Of cats

Patterns of salt and mold wound their spindly way around the back-alley wall, sketching their unique trademarks. Here, where the sun reached only as a dim reflection, the port town’s choking humidity coalesced into the grime, settling in with trash blown in by the wind, turning the ever-present sea-sand into a gritty slush.

Here and there a larger lump loomed out of the detritus, like a crazed mockery of a zen garden… a rusted paint can, a small cairn of bricks, mementos of a time when some hopeful soul had tried to hold back the endless wash of salt and slime.

The cat had been young, though it was hard to tell now; her belly opened as she lay, soft flesh greedily devoured by the ever-present rats. Streaks and strips of flesh and blood still trailed from where her verminous attendants had torn them loose, dragging tissues from within like ghastly pirates digging up their ill-gotten gains.

The young man stood in the doorway and took it in with defeated resignation. His quiet little smoking spot would be ruined for weeks, now… the stench would be unbearable, and he shuddered as he remembered the swift little grey forms he’d startled away from their bounty. No, he’d be imagining their horrible little teeth on his toes every time he sat down, feeling them rustle past the small of his back while he tried to savour the cheap roll-ups that were all he could scrounge.

Something twitched in the disgusting puddle of fur. His gorge rose as he imagined rats still stuffing the corpse, and he kicked the body away instinctively, his inner self gibbering even as he did so that now he was unclean, he had to wash, to purge, to…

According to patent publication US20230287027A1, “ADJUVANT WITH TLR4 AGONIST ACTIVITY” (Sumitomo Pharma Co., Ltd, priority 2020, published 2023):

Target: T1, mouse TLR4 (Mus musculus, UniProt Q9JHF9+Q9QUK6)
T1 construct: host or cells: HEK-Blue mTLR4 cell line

There had been something under the body. Another creature, small, mewling. A kitten, barely newborn, eyes not yet open. The rats hadn’t savaged it as badly where it lay under its mother, not when there was such a bounty to be had from her. Still, their diseased little teeth had torn into its legs where the rats could reach. Most would be useless now.

The tiny creature writhed, freed from the weight of its parent. Uncomfortably shifting, the young man had a vision of a hundred rodent eyes glaring out of the alley’s darkness.

He picked up the kitten, gently cradling it. Feeding an extra mouth was hard, even if he found time to fish. But perhaps there was hope after all. The rats wouldn’t have this little one, he decided as he closed the door behind him.

Tonight, his son would eat meat…


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